I mainly use Scrivener on my Windows PC, but sometimes on my iPad. A few betas ago, I got fed up with the font changing everytime I moved from one platform to the other, because the iPad didn’t have the same fonts as my PC. So, I switched the default editor formatting (the “No Style” style, which isn’t really a style) to Georgia, since it exists on both platforms. That worked fine.
However, I haven’t used the iOS version for a couple of months. I opened the current project today on my iPad and all the text was in Helvetica (yuck). And when I opened the project on the PC, it stayed in Helvetica. So, I now have to reformat the files I opened manually.
My understanding (from comments posted elsewhere on these forums, e.g. [url]https://forum.literatureandlatte.com/t/preferences-saving-loading-etc/45988/1]) was that the text defined using “Options | Editing | Formatting” isn’t a style. However, if that is right then the text ought to appear in the standard font defined in my preferences for the specific platform. So, if my Windows prefs say “Georgia”, then any text formatted “No Style” (i.e. unformatted) should appear in Georgia. When I open the same project on the iPad, if it’s prefs say “Helvetica” (although god knows why they would, as I had redefined it as Georgia), then the text should appear in Helvetica. But somehow the formatting is being embedded in the project, which is not how I understood the “No Style” non-style to work.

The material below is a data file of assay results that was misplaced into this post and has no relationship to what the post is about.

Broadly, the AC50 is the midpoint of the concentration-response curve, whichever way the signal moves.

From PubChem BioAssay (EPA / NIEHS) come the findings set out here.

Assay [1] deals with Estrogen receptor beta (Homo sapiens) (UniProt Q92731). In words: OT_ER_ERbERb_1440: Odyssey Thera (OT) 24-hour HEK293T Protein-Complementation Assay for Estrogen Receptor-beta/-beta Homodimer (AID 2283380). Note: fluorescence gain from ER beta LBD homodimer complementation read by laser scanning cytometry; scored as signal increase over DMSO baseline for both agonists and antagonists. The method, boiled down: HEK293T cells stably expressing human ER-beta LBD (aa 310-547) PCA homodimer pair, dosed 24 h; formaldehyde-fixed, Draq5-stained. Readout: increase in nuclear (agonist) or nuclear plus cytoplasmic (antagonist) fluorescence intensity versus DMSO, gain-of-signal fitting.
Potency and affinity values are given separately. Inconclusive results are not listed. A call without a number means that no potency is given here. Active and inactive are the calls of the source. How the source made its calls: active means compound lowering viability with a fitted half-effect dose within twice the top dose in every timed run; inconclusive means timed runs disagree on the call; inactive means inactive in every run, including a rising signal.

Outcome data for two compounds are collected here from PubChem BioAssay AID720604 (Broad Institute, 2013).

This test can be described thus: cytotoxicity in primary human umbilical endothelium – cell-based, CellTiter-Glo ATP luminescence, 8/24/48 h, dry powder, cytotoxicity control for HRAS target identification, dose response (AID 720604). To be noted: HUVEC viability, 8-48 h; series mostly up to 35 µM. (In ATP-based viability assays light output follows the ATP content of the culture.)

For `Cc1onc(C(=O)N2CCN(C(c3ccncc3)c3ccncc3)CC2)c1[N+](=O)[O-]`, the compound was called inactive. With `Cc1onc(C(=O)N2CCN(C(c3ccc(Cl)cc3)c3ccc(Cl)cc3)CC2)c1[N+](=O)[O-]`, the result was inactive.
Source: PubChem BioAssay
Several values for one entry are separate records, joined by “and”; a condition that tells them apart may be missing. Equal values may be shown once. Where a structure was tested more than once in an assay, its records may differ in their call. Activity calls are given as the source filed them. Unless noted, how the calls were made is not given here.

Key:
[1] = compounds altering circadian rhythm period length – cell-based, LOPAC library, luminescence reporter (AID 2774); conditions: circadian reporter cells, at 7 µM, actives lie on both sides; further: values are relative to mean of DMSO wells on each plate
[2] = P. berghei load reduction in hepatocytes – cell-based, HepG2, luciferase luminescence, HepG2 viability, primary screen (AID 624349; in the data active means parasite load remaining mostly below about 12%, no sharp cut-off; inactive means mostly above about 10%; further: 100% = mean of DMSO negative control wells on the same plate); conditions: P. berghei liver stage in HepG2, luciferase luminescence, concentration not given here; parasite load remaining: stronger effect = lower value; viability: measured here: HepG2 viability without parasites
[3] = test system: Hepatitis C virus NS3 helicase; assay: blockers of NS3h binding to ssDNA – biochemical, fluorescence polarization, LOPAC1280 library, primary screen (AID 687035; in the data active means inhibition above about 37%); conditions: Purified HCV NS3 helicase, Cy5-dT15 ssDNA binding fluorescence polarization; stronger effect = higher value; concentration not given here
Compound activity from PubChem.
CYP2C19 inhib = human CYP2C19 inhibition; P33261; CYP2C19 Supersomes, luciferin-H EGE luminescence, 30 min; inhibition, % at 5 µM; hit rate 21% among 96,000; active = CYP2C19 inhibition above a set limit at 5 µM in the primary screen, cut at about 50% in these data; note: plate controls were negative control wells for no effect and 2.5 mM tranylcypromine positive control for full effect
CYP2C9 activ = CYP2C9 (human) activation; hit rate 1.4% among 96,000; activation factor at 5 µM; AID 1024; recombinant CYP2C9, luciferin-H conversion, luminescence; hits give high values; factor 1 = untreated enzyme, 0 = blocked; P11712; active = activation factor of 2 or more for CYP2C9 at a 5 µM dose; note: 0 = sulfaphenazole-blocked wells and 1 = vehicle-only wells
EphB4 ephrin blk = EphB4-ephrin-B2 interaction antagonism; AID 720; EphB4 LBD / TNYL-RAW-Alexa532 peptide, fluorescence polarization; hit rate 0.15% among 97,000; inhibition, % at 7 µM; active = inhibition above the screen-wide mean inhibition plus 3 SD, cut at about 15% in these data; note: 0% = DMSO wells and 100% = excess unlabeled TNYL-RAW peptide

Not quite sure what’s going on here, but please could the default style be fixed in future update? I know it can’t be done by the time 3.0 ships (not least because you have to get the PC and Mac versions in sync with each other), but please could we have a proper default text format (called “default”) that is defined and applied like every other style, using the Styles palette? The present systems seems needlessly confusing and keeps producing unexpected results.
I would also assume that a proper, named default style would work better when compiling to formats, such as Ms Word, that use such a style (but I may be mistaken – not my area of expertise).